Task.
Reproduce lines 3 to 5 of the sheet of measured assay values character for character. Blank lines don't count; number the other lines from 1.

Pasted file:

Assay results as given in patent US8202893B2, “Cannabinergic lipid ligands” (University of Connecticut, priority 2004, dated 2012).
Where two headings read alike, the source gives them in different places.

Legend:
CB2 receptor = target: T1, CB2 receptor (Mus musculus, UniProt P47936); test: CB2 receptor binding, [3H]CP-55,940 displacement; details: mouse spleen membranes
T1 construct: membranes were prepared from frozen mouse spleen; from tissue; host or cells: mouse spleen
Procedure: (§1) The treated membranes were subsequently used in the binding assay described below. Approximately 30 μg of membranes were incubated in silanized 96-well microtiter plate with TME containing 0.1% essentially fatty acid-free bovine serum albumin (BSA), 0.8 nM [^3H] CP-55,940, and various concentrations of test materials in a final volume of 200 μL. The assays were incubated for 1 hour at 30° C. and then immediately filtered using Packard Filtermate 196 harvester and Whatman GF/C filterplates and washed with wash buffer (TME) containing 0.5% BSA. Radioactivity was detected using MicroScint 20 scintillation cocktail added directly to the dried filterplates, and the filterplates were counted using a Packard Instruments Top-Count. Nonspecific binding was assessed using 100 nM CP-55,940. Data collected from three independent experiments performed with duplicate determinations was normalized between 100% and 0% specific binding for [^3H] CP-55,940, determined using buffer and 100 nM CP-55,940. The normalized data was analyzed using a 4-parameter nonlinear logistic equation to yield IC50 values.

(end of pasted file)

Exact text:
Legend:
CB2 receptor = target: T1, CB2 receptor (Mus musculus, UniProt P47936); test: CB2 receptor binding, [3H]CP-55,940 displacement; details: mouse spleen membranes
T1 construct: membranes were prepared from frozen mouse spleen; from tissue; host or cells: mouse spleen